Congo's health ministry says another Ebola case has been confirmed as the pace of new cases slows one month after the outbreak was officially declared.
The ministry also reported five new suspected cases on Thursday, including two in Mbandaka, a city of 1.5 million people.
Ebola is back. The disease that killed more than 11,000 people in West Africa just a few years ago has returned, striking the Democratic Republic of the Congo (DRC).
Archbishop Fridolin Ambongo Besungu, co-adjutor archbishop of Kinshasa who previously served in the Diocese of Mbandaka-Bikoro, where the outbreak occurred, chose to suspend administering sacraments to protect churchgoers from contracting the disease.
Beginning with the 1976 discovery of Ebola in an area that is now the Democratic Republic of Congo, the country has experienced nine outbreaks.
It is the capital of Equateur province, where the small town of Bikoro also is located.
"It's extremely likely the vaccine has had a positive effect", said Salama, basing his assessment on the fact that in Mbandaka there have been no confirmed cases since mid-May and a large portion of contacts have been vaccinated there.
"We have added cause for optimism because now we have reached... more than 98 percent of the contacts with vaccination", Salama said.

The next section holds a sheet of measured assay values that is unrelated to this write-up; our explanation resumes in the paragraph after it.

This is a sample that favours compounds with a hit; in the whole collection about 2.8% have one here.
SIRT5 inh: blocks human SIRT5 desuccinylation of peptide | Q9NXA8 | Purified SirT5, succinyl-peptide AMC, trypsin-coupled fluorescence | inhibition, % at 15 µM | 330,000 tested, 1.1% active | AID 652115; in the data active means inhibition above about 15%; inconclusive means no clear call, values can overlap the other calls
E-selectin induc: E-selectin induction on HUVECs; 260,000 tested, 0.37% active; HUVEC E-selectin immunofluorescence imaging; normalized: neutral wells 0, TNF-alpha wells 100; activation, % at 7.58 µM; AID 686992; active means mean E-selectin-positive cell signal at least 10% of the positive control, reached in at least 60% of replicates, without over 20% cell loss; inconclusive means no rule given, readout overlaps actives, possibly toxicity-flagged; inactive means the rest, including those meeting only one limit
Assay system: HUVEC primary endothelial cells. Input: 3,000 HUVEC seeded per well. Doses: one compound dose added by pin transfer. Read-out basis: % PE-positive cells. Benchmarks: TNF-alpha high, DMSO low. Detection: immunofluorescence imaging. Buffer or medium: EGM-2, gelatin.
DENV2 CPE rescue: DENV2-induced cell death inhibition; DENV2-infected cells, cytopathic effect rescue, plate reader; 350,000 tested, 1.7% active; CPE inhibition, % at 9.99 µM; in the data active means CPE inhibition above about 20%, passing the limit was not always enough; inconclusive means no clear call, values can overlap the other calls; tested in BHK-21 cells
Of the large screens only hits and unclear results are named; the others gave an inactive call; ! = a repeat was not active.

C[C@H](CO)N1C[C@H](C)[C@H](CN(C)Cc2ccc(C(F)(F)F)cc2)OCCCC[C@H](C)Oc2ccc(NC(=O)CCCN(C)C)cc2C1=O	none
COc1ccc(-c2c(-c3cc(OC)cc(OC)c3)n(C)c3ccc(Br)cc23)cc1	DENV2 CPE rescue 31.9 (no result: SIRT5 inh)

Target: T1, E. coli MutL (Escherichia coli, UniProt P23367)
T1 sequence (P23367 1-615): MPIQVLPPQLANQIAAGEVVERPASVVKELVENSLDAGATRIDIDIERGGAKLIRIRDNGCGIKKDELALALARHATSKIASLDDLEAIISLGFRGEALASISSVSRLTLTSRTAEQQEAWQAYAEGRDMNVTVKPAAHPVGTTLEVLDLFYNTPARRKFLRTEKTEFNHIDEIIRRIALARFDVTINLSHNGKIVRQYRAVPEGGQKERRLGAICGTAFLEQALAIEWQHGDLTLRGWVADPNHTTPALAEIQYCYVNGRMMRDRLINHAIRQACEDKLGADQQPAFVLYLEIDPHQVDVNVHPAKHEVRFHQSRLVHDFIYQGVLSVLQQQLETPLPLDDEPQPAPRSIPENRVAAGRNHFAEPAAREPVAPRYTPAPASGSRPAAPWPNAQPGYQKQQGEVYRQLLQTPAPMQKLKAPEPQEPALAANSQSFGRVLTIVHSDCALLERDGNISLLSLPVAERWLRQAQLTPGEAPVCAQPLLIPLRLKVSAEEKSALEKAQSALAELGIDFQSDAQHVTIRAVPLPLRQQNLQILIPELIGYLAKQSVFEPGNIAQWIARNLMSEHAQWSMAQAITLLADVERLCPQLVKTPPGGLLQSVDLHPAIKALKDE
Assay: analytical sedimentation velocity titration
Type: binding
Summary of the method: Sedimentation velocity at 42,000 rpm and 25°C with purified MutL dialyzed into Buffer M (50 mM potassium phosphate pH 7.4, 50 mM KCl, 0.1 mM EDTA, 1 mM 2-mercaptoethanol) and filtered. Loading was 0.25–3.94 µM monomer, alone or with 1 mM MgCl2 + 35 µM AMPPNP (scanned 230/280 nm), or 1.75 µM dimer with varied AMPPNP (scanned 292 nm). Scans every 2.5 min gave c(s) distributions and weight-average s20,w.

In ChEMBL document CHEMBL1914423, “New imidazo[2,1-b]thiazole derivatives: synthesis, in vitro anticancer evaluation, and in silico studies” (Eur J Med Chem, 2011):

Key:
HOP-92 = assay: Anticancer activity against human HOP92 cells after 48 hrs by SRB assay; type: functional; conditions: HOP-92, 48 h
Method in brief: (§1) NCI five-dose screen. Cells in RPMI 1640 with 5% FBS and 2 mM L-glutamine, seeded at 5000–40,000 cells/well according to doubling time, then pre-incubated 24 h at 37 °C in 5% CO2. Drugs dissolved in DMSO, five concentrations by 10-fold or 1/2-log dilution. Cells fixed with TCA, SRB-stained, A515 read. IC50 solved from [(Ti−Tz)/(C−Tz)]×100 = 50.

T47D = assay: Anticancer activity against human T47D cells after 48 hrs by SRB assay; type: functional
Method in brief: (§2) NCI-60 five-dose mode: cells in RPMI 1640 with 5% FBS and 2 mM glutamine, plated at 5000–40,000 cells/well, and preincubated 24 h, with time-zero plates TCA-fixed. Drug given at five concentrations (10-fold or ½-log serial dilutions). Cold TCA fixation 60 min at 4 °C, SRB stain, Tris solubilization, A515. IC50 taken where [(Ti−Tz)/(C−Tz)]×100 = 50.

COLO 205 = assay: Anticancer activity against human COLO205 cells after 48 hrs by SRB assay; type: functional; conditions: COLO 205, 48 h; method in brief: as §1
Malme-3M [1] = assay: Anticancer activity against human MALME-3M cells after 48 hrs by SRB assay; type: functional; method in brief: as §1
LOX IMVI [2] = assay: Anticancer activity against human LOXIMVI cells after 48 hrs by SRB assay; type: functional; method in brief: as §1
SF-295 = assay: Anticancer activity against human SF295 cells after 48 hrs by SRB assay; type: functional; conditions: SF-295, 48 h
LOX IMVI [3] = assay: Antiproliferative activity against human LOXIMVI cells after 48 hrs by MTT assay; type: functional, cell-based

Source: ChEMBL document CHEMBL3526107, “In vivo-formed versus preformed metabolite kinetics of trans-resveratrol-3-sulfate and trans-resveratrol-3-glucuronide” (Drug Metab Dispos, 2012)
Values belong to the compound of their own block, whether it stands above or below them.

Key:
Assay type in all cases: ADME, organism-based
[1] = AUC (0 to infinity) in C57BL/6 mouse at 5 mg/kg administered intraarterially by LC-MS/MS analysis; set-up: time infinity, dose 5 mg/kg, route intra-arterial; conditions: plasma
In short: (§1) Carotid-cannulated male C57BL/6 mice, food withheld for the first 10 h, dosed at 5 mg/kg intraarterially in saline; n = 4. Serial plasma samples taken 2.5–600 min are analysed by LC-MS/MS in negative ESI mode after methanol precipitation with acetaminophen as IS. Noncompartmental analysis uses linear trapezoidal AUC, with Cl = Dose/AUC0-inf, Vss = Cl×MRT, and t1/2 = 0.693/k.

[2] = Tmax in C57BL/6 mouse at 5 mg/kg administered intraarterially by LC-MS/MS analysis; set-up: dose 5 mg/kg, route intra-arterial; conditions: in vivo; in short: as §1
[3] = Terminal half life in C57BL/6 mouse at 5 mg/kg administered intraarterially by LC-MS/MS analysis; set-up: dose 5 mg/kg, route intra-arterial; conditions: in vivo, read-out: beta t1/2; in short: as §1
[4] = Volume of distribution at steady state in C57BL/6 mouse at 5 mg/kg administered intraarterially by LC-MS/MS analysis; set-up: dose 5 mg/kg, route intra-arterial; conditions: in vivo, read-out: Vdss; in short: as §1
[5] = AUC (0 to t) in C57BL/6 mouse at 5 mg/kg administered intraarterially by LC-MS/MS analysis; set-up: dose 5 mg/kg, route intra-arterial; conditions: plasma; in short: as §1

He said the focus now was on rural isolated communities in the Iboko health zone which would present logistical and other challenges.
On the front lines of the outbreak, health officials use a tool called contact tracing to break the chain of transmission of the Ebola virus. That has complicated efforts to track contacts of those infected. It's a "major boots on the ground" effort that takes several hours to trace each and every contact, he said.
World Health Organization however, said in the context of an outbreak characterized by high mortality, it can be ethically appropriate to offer individual patients investigational interventions on an emergency basis outside clinical trials.
Clinicians working in the treatment centres will make decisions on which drug to use as deemed helpful for their patients, and appropriate for the setting.
"We're cautiously optimistic but there's a lot of work", said Salama. "And we've learned the hard way in the past never to underestimate Ebola".